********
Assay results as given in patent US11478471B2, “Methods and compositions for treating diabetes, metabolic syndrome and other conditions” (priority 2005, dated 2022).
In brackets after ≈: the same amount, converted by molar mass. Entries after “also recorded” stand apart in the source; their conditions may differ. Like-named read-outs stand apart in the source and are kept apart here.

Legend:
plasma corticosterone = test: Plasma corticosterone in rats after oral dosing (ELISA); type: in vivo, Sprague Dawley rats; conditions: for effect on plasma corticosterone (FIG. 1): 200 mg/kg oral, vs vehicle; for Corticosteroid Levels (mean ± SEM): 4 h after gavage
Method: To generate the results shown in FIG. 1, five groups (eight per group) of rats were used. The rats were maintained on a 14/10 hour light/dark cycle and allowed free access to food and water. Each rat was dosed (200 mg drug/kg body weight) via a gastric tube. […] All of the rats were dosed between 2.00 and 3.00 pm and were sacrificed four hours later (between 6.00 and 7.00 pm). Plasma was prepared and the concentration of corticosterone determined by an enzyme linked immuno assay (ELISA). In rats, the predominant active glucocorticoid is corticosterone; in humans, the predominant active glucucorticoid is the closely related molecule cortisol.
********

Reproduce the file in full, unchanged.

Assay results as given in patent US11478471B2, “Methods and compositions for treating diabetes, metabolic syndrome and other conditions” (priority 2005, dated 2022).
In brackets after ≈: the same amount, converted by molar mass. Entries after “also recorded” stand apart in the source; their conditions may differ. Like-named read-outs stand apart in the source and are kept apart here.

Legend:
plasma corticosterone = test: Plasma corticosterone in rats after oral dosing (ELISA); type: in vivo, Sprague Dawley rats; conditions: for effect on plasma corticosterone (FIG. 1): 200 mg/kg oral, vs vehicle; for Corticosteroid Levels (mean ± SEM): 4 h after gavage
Method: To generate the results shown in FIG. 1, five groups (eight per group) of rats were used. The rats were maintained on a 14/10 hour light/dark cycle and allowed free access to food and water. Each rat was dosed (200 mg drug/kg body weight) via a gastric tube. […] All of the rats were dosed between 2.00 and 3.00 pm and were sacrificed four hours later (between 6.00 and 7.00 pm). Plasma was prepared and the concentration of corticosterone determined by an enzyme linked immuno assay (ELISA). In rats, the predominant active glucocorticoid is corticosterone; in humans, the predominant active glucucorticoid is the closely related molecule cortisol.